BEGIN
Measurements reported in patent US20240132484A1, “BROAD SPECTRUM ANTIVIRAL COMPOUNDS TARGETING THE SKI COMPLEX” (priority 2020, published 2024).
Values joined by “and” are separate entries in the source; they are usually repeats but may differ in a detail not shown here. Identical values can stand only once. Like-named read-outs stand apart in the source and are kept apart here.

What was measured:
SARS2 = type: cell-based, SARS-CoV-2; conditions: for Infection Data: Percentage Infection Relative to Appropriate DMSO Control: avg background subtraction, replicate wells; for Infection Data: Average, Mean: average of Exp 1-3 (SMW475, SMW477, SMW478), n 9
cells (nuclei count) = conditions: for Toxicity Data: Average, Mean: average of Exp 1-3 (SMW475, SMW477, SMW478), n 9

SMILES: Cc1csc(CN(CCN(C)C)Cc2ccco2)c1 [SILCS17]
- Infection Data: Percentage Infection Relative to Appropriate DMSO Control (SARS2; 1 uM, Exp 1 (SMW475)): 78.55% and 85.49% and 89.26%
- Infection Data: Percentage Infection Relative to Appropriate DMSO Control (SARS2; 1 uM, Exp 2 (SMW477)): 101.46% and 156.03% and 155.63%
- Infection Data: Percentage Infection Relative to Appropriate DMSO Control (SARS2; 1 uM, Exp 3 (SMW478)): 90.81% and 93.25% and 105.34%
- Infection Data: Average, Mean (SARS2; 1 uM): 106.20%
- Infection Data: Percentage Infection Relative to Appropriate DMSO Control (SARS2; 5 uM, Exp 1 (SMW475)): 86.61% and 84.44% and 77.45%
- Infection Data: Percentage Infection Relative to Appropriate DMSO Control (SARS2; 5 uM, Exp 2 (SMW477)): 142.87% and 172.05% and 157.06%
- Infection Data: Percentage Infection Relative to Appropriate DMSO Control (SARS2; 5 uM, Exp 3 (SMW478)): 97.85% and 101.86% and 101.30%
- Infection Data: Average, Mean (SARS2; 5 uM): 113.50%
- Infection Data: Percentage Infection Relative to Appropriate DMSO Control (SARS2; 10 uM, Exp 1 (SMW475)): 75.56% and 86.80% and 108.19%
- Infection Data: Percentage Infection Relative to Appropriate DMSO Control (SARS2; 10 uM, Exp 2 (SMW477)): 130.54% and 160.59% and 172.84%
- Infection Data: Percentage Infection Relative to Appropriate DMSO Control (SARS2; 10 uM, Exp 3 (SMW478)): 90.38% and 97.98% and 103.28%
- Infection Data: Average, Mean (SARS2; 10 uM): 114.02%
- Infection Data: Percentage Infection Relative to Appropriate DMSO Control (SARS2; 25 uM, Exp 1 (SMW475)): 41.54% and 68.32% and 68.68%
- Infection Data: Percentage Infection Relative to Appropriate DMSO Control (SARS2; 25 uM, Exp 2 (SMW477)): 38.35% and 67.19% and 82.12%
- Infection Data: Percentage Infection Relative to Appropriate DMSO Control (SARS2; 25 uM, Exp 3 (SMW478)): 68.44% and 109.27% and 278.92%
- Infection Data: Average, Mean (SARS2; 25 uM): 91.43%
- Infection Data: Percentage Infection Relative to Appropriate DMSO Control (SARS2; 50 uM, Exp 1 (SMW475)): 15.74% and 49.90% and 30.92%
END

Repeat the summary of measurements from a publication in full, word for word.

Measurements reported in patent US20240132484A1, “BROAD SPECTRUM ANTIVIRAL COMPOUNDS TARGETING THE SKI COMPLEX” (priority 2020, published 2024).
Values joined by “and” are separate entries in the source; they are usually repeats but may differ in a detail not shown here. Identical values can stand only once. Like-named read-outs stand apart in the source and are kept apart here.

What was measured:
SARS2 = type: cell-based, SARS-CoV-2; conditions: for Infection Data: Percentage Infection Relative to Appropriate DMSO Control: avg background subtraction, replicate wells; for Infection Data: Average, Mean: average of Exp 1-3 (SMW475, SMW477, SMW478), n 9
cells (nuclei count) = conditions: for Toxicity Data: Average, Mean: average of Exp 1-3 (SMW475, SMW477, SMW478), n 9

SMILES: Cc1csc(CN(CCN(C)C)Cc2ccco2)c1 [SILCS17]
- Infection Data: Percentage Infection Relative to Appropriate DMSO Control (SARS2; 1 uM, Exp 1 (SMW475)): 78.55% and 85.49% and 89.26%
- Infection Data: Percentage Infection Relative to Appropriate DMSO Control (SARS2; 1 uM, Exp 2 (SMW477)): 101.46% and 156.03% and 155.63%
- Infection Data: Percentage Infection Relative to Appropriate DMSO Control (SARS2; 1 uM, Exp 3 (SMW478)): 90.81% and 93.25% and 105.34%
- Infection Data: Average, Mean (SARS2; 1 uM): 106.20%
- Infection Data: Percentage Infection Relative to Appropriate DMSO Control (SARS2; 5 uM, Exp 1 (SMW475)): 86.61% and 84.44% and 77.45%
- Infection Data: Percentage Infection Relative to Appropriate DMSO Control (SARS2; 5 uM, Exp 2 (SMW477)): 142.87% and 172.05% and 157.06%
- Infection Data: Percentage Infection Relative to Appropriate DMSO Control (SARS2; 5 uM, Exp 3 (SMW478)): 97.85% and 101.86% and 101.30%
- Infection Data: Average, Mean (SARS2; 5 uM): 113.50%
- Infection Data: Percentage Infection Relative to Appropriate DMSO Control (SARS2; 10 uM, Exp 1 (SMW475)): 75.56% and 86.80% and 108.19%
- Infection Data: Percentage Infection Relative to Appropriate DMSO Control (SARS2; 10 uM, Exp 2 (SMW477)): 130.54% and 160.59% and 172.84%
- Infection Data: Percentage Infection Relative to Appropriate DMSO Control (SARS2; 10 uM, Exp 3 (SMW478)): 90.38% and 97.98% and 103.28%
- Infection Data: Average, Mean (SARS2; 10 uM): 114.02%
- Infection Data: Percentage Infection Relative to Appropriate DMSO Control (SARS2; 25 uM, Exp 1 (SMW475)): 41.54% and 68.32% and 68.68%
- Infection Data: Percentage Infection Relative to Appropriate DMSO Control (SARS2; 25 uM, Exp 2 (SMW477)): 38.35% and 67.19% and 82.12%
- Infection Data: Percentage Infection Relative to Appropriate DMSO Control (SARS2; 25 uM, Exp 3 (SMW478)): 68.44% and 109.27% and 278.92%
- Infection Data: Average, Mean (SARS2; 25 uM): 91.43%
- Infection Data: Percentage Infection Relative to Appropriate DMSO Control (SARS2; 50 uM, Exp 1 (SMW475)): 15.74% and 49.90% and 30.92%